Can a magnet take away pain? Magnet therapy interests me in part because it seems far out. Like it belongs with Bruce Willis’ character in the 1997 English language French film, the Fifth Element. In it, four stones plus a humanoid fifth element played by Milla Jovovich comprise a weapon, the only defense against a evil cosmic fireball that threatens humanity every five thousand years. But perhaps it is more akin with something here on earth like the practice of grounding or crystal healing. Search for ‘the power of crystals’ on Amazon, and you get over 10,000 results, starting with the matter-of-factly titled: The Power of Crystals: An Essential Guide to Witchcraft Therapy. I won’t cast aspersions on crystal therapy or grounding though, because they are topics I know nothing about.
Magnet therapy, on the other hand, is FDA-approved.
Pulsed electromagnetic field (PEMF) therapy utilizes an intermittent magnetic field and secondary electrical current to activate enzymes in the body that upregulate growth factors, decreasing markers of inflammation and promoting bone cell proliferation. The FDA granted its approval for PEMF in 1979, for the treatment of fracture non-union (unhealed broken bones). (It is also FDA-approved for use after spinal fusion.)
For example, one small, randomized controlled trial of humans with fifth metatarsal fractures that had failed or delayed healing showed time to healing was 8.9 weeks in the PEMF-treated group compared to 14.7 weeks in the placebo group.
Given the basic science evidence that has grown since the initial FDA approval, PEMF may be suitable for wider application in the treatment of injury and disease or even for recovery in healthy individuals.
One study comparing PEMF to extra-corporeal shock wave therapy (ECSWT) found that both increased maximum load and toughness of a rabbit's Achilles repair. Another, involving sheep undergoing cartilage surgery, found that PEMF increased graft integration and prevented graft absorption.
I’ve had trouble with a different ankle tendon recently (tibialis anterior), so I decided to try the PEMF treatment. After taking care to remove all credit cards, phone and keys, I settled into a PEMF-rigged chair at a local wellness center. Once the field was up, the muscles around my chest and shoulders were contracting without any input from me. It’s a strange feeling to have your muscles contract when you’re not telling them to move. It made me wonder about my heart muscle. But, checking my pulse, that muscle seemed to be beating away at its usual rhythm. I remembered that MRIs use much stronger magnetic fields without known harmful effects. You can even get an MRI if you’re pregnant, though you would skip it if you could.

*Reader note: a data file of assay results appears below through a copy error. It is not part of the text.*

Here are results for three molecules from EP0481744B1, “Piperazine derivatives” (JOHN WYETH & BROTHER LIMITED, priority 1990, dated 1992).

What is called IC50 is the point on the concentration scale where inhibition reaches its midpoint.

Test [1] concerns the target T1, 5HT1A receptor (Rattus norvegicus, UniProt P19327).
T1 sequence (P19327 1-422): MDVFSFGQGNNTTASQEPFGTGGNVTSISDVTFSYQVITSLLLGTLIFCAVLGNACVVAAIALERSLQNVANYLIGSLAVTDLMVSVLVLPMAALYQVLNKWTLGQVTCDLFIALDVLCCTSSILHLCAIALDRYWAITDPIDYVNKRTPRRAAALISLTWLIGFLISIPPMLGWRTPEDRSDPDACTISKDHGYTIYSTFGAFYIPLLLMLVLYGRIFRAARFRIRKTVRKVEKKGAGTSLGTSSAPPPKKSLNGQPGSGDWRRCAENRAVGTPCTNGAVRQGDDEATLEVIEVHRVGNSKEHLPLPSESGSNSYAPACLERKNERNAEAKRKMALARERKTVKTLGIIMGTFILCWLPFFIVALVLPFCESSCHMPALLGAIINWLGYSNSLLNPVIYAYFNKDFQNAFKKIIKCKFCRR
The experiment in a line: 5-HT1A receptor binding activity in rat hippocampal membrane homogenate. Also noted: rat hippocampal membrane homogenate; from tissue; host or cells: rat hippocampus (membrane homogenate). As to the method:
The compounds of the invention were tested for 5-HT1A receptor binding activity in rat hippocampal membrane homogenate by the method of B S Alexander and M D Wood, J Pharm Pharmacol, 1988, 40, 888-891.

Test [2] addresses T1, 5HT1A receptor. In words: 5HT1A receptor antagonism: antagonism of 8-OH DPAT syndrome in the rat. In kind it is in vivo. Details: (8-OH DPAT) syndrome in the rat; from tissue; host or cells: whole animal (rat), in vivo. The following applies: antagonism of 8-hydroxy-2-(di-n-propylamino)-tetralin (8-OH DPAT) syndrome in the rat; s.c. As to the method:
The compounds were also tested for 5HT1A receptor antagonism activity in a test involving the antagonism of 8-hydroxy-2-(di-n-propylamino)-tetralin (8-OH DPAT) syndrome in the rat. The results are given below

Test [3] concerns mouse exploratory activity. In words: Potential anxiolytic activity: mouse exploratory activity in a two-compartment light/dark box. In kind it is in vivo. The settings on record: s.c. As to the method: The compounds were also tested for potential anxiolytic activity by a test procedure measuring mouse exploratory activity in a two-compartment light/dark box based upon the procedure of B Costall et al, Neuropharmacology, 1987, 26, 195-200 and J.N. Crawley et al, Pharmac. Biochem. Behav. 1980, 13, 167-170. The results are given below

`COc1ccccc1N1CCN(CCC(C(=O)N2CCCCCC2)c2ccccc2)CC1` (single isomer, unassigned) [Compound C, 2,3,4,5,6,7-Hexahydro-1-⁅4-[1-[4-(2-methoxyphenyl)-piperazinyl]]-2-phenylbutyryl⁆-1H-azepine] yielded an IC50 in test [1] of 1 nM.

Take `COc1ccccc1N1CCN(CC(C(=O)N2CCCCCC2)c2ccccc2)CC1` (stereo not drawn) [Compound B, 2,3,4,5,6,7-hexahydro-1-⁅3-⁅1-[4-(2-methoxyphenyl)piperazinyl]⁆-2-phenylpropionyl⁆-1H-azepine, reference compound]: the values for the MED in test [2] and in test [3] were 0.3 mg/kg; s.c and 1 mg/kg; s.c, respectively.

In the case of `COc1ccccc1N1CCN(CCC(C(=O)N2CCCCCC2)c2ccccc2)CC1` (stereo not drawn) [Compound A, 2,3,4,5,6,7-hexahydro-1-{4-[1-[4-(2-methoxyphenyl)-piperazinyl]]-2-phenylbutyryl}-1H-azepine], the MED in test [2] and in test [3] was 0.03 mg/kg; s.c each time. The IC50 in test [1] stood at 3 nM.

Nevertheless, the muscle contraction borders on the uncomfortable, depending on how strong you set the PEMF. This leads me to conclude that the trials that blindly compare PEMF to sham must be using a pretty low strength, or the control patients would know they’re not getting muscle stimulation. I found it strangely relaxing however. More than once during the week that I spent using PEMF every day, I found myself nodding off to sleep near the end of the session, despite the muscle contractions. After a week, I felt better, but I was also taking a break from training, so I can’t say what effect was due to PEMF and what was due to rest.
PEMF has not been a large part of my sports medicine practice but maybe it should be. The basic science of PEMF in the realm of cartilage is exciting. PEMF appears to have a pro-anabolic effect on cartilage and to act against the inflammation associated with cartilage degradation.
It has been used post-operatively for patients undergoing knee surgery. After arthroscopic treatment of knee cartilage lesions, patients treated with PEMF used fewer non-steroidal anti-inflammatory drugs (NSAIDs). Another Italian study demonstrated faster recovery after anterior cruciate ligament reconstruction (ACLR) with PEMF, with no adverse effects of the PEMF treatment. Those patients had to use the PEMF 4 hours per day for two months!
When researchers take the damaged, discarded cartilage from people getting knee replacements and subject that tissue to PEMF, it increases proteoglycan content. Proteoglycans are part of the extra-cellular matrix. Their biochemical properties enable them to help the tissue withstand compressive forces.
This may contribute to the success PEMF has had in non-operative treatment of musculoskeletal disease. Patients with knee osteoarthritis had less pain one year after PEMF treatment. Results deteriorated at 2 years but they were still better than baseline. A systematic review of six randomized controlled trials of PEMF used to treat low back pain concluded that PEMF reduced pain and increased functionality.
What about PEMF in healthy people? One small, randomized controlled trial (30 male human subjects) found that PEMF reduced the effects of delayed onset muscle soreness (DOMS) in the biceps at 24, 48 and 72 hours after exercise. PEMF can increase oxygen concentration in muscles and one pilot study of 20 semi-professional cyclists found that PEMF applied to the thigh increased muscle activity during low-load cycling.
Overall, the non-invasive nature and minimal side-effects make PEMF an appealing therapy. As evidence grows, it will likely take on an established role in treatment and recovery, especially if cost comes down over time. For now, I don’t want to pay $60-80 per hour for something I would use on a regular basis. There is also a considerable opportunity cost of all the time spent sitting on the PEMF mat, especially with some of the protocols in these research studies!